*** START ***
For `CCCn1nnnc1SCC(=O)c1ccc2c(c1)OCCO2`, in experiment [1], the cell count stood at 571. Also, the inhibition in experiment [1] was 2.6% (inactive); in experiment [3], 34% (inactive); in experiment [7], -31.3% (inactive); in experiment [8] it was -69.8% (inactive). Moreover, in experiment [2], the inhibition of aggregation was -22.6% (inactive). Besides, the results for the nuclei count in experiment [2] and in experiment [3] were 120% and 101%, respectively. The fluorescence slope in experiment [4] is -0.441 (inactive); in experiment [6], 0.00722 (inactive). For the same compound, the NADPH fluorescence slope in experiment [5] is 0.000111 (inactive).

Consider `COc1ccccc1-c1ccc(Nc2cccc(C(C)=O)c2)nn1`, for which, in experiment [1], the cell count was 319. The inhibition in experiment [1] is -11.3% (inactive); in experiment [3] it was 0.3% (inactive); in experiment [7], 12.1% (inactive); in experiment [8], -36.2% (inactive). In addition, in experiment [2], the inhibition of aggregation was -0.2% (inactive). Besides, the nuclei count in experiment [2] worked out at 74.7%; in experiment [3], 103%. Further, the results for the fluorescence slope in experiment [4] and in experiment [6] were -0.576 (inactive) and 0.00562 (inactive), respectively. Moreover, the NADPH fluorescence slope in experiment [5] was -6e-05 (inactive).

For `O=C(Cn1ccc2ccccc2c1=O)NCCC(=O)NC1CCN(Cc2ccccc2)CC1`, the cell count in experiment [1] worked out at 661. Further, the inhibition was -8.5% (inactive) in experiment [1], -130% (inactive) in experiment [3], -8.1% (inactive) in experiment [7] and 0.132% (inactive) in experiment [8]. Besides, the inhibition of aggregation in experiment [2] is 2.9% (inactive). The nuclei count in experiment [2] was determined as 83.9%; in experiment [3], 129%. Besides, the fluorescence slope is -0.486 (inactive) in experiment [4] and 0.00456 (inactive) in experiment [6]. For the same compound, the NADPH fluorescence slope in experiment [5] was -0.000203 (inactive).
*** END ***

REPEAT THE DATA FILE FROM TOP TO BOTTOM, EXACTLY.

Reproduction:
For `CCCn1nnnc1SCC(=O)c1ccc2c(c1)OCCO2`, in experiment [1], the cell count stood at 571. Also, the inhibition in experiment [1] was 2.6% (inactive); in experiment [3], 34% (inactive); in experiment [7], -31.3% (inactive); in experiment [8] it was -69.8% (inactive). Moreover, in experiment [2], the inhibition of aggregation was -22.6% (inactive). Besides, the results for the nuclei count in experiment [2] and in experiment [3] were 120% and 101%, respectively. The fluorescence slope in experiment [4] is -0.441 (inactive); in experiment [6], 0.00722 (inactive). For the same compound, the NADPH fluorescence slope in experiment [5] is 0.000111 (inactive).

Consider `COc1ccccc1-c1ccc(Nc2cccc(C(C)=O)c2)nn1`, for which, in experiment [1], the cell count was 319. The inhibition in experiment [1] is -11.3% (inactive); in experiment [3] it was 0.3% (inactive); in experiment [7], 12.1% (inactive); in experiment [8], -36.2% (inactive). In addition, in experiment [2], the inhibition of aggregation was -0.2% (inactive). Besides, the nuclei count in experiment [2] worked out at 74.7%; in experiment [3], 103%. Further, the results for the fluorescence slope in experiment [4] and in experiment [6] were -0.576 (inactive) and 0.00562 (inactive), respectively. Moreover, the NADPH fluorescence slope in experiment [5] was -6e-05 (inactive).

For `O=C(Cn1ccc2ccccc2c1=O)NCCC(=O)NC1CCN(Cc2ccccc2)CC1`, the cell count in experiment [1] worked out at 661. Further, the inhibition was -8.5% (inactive) in experiment [1], -130% (inactive) in experiment [3], -8.1% (inactive) in experiment [7] and 0.132% (inactive) in experiment [8]. Besides, the inhibition of aggregation in experiment [2] is 2.9% (inactive). The nuclei count in experiment [2] was determined as 83.9%; in experiment [3], 129%. Besides, the fluorescence slope is -0.486 (inactive) in experiment [4] and 0.00456 (inactive) in experiment [6]. For the same compound, the NADPH fluorescence slope in experiment [5] was -0.000203 (inactive).